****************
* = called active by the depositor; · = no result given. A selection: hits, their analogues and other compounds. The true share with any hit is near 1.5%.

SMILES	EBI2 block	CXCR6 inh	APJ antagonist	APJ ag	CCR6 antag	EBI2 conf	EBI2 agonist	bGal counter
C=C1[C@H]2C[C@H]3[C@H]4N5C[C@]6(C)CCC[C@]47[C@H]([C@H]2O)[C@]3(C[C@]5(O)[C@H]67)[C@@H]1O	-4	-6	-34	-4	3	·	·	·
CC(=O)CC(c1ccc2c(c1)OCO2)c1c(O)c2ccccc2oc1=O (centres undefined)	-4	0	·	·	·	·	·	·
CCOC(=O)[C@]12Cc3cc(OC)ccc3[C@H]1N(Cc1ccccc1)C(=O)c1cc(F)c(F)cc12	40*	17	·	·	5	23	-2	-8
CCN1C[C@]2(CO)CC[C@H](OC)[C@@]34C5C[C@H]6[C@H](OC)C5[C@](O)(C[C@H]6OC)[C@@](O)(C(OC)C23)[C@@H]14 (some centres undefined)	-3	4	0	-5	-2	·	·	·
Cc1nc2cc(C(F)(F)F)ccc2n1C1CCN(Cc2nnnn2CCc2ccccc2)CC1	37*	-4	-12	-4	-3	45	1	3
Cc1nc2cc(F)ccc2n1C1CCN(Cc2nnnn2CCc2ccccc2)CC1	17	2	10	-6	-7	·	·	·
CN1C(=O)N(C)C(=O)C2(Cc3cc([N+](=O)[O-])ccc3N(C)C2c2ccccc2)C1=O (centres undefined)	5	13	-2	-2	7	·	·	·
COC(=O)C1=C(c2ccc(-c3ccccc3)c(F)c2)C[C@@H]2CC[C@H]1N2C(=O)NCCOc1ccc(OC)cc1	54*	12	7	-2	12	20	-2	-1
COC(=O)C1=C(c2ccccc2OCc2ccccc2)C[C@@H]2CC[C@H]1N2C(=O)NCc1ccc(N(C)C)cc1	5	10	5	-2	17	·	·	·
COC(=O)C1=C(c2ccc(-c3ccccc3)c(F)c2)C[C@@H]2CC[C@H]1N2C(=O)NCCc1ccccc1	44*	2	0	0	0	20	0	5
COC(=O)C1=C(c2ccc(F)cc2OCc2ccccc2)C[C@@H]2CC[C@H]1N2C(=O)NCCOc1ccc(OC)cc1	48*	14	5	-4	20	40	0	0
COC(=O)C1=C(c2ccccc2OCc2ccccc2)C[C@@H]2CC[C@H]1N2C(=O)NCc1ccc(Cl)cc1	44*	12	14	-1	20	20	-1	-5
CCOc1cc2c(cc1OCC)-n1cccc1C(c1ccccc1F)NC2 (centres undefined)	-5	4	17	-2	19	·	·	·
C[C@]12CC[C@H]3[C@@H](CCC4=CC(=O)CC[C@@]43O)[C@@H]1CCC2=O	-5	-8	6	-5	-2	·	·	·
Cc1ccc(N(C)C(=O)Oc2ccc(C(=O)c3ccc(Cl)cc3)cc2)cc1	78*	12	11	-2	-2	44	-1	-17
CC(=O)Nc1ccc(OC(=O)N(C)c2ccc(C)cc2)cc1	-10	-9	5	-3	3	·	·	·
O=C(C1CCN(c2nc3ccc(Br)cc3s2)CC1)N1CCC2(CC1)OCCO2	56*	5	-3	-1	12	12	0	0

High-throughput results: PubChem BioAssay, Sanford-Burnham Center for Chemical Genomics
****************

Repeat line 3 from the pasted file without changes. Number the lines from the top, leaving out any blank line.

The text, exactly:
C=C1[C@H]2C[C@H]3[C@H]4N5C[C@]6(C)CCC[C@]47[C@H]([C@H]2O)[C@]3(C[C@]5(O)[C@H]67)[C@@H]1O	-4	-6	-34	-4	3	·	·	·